This blog's poems are from my published poetry book Star Steeds and Other Dreams: The Collected Poems (CFZ Press: Bideford, 2009) and are © Dr Karl P.N. Shuker, 2009. Except for author-credited review purposes, it is strictly forbidden to reproduce any of these poems elsewhere, either in part or in entirety, by any means, without my written permission.

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If you wish to buy this book, which is 230 pages long and is ISBN 978-1-905723-40-9, it is readily available online from its publisher, CFZ Press of Bideford, Devon, UK at and also from such major literary websites as Amazon, Barnes & Noble, Waterstones, W H Smith, and sellers on AbeBooks to name but a few. You can also purchase a signed copy directly from me, the author - please email me at for full details.

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Monday, 24 October 2011


Illustration by Michael Fishel

The personification of Nature, as Mother Nature, seemed an excellent theme for a children’s poem, so here is my impression of how she might be.


Mother Nature’s in her garden,
Weaving wings of butterflies,
Spinning threads of shining gossamer
From memories and sighs.

In her lap is sparkling stardust,
In her lap are sunbeams bright,
In her lap are moonlit crescents,
Radiating milky light.

In her hair are woven rainbows,
Mauve and lemon, blue and lime,
In her face is love and kindness,
In her eyes is endless Time.

She will change as she is noticed,
No-one ever sees the same.
They see only what their hearts do,
What they see no-one can name.

She lives in her favourite garden,
Maybe yours, or maybe mine.
It need not be royal or regal,
Where rare blossoms intertwine.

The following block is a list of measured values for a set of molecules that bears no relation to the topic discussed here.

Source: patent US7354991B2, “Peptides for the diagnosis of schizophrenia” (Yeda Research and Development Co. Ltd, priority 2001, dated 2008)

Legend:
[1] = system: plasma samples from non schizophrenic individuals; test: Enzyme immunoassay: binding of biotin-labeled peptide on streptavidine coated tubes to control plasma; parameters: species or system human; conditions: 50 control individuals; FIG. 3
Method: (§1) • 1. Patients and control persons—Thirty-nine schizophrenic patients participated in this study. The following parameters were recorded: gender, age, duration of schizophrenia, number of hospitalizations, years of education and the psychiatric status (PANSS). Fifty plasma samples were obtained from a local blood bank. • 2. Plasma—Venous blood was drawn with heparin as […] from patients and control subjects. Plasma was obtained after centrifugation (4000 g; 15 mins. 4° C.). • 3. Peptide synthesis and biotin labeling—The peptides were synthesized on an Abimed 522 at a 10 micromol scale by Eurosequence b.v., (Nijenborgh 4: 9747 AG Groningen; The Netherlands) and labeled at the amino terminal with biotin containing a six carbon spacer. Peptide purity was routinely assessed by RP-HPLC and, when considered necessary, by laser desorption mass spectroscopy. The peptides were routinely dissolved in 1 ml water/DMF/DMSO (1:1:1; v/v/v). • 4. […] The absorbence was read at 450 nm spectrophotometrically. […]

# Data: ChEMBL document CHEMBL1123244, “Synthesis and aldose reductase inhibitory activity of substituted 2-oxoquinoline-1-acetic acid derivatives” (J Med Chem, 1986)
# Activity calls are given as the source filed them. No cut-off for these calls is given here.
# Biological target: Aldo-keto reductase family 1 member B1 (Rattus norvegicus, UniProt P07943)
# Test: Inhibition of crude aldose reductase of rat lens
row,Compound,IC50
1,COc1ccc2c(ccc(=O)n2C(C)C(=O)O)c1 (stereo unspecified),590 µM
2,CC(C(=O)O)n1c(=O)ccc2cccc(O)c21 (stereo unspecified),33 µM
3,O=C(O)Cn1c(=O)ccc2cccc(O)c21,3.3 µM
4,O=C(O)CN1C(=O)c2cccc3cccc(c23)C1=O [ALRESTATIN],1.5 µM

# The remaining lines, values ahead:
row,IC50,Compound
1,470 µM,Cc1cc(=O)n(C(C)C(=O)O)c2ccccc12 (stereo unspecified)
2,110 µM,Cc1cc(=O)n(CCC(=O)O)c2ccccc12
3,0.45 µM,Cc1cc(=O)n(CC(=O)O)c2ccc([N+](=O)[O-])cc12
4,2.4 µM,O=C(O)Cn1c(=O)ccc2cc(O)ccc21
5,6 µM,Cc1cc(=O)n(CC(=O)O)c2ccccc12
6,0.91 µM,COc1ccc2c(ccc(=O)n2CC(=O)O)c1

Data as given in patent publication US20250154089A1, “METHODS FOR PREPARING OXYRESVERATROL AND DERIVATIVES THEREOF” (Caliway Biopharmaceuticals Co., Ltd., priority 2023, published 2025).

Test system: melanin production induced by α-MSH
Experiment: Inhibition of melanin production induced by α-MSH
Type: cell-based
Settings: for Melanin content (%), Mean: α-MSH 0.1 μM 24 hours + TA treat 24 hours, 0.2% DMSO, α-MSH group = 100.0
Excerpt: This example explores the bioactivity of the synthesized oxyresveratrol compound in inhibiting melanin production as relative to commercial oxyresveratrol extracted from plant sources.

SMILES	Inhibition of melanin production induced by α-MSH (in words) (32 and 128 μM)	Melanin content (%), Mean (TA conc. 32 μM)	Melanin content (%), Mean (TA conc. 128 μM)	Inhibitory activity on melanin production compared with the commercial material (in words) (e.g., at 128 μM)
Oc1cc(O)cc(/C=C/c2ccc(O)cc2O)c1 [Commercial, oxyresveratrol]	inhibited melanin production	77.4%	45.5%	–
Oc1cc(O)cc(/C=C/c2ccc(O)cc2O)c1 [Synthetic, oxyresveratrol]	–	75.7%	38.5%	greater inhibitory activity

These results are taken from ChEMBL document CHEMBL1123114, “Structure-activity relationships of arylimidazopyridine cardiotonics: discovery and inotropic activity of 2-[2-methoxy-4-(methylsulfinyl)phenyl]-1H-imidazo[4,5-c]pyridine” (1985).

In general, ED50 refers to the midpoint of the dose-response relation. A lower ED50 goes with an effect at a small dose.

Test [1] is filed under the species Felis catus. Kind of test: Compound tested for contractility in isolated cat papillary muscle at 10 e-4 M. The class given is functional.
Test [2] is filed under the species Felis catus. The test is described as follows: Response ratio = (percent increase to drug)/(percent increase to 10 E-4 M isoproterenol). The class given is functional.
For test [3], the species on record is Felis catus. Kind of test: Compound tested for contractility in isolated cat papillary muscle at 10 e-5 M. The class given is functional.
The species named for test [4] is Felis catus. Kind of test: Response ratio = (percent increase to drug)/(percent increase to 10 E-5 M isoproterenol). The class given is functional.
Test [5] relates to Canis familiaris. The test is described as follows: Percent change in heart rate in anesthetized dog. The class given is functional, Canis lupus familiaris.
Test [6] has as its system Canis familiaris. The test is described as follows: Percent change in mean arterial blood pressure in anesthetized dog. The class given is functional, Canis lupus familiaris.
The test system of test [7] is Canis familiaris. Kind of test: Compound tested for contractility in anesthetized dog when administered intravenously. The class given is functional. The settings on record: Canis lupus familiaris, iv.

It could be a lowly backyard,
Only daisies growing there.
But if honest people love it,
Mother Nature will be there.

For her garden is where goodness
Lives in sympathetic minds
Filled with tenderness and kindness.
Yes, it’s here where you will find

Mother Nature – in her garden,
Weaving wings of butterflies,
Spinning threads of shining gossamer,
From memories and sighs.

Monday, 10 October 2011


'UFO' (Peter Turosq)

When I was younger, my grandmother, Mrs Gertrude Timmins, told me of how, one evening many years earlier, she and other members of her family had stood in her bedroom watching three brightly-coloured UFOs circling back and forth for quite a while in the skies over their home in Wednesbury, West Midlands, before eventually flying away, never to return. Not having seen a UFO myself, I had to content myself by imagining how it might be if I ever did do so.


Through the night-time’s spangled valleys
My enquiring eyes raced far,
Still enchanted by the beauty
Of each twinkling evening star,

When a hazy gleam surged outwards
From a chasm deep in Space.
And its eldritch light grew brighter,
Darting swiftly ‘cross my face –

Like a stream of glowing fingers
Chasing softly through my hair
In a multicoloured spectrum
‘Mid the evening’s breathless air.

Then the gleam became a halo
Spinning slowly through the sky,
As the moon cast ghostly shadows,
Sinking ever down to die.

Soon a shape became apparent
In this strange, unearthly glow.
Now a humming sphere, it circled,
As its light began to grow,

In a luminous suffusion,
Till, when slowly gliding by,
I could feel its eerie presence
Probing deeply through my eyes.

And I sensed at once that, there, some
Strange intelligence looked down,
One that watched with eyes unblinking
O’er the sombre, sleeping town.

Then the phosphorescent globule
Glided silently away,
In a cosmic orb of aura
Through the heavens draped in grey,

Till its weird, fluorescent image
Faded slowly from my sight.
And my eyes were left to wander
Through the shadows of the night.

But that alien aurora
Still cast shivers o’er my face,
As I gazed in spellbound wonder
Through the catacombs of Space,

In the fear that one dark night it
Will return amid the gloom,
Like a strange, unearthly phantom
From the abysses of Doom.
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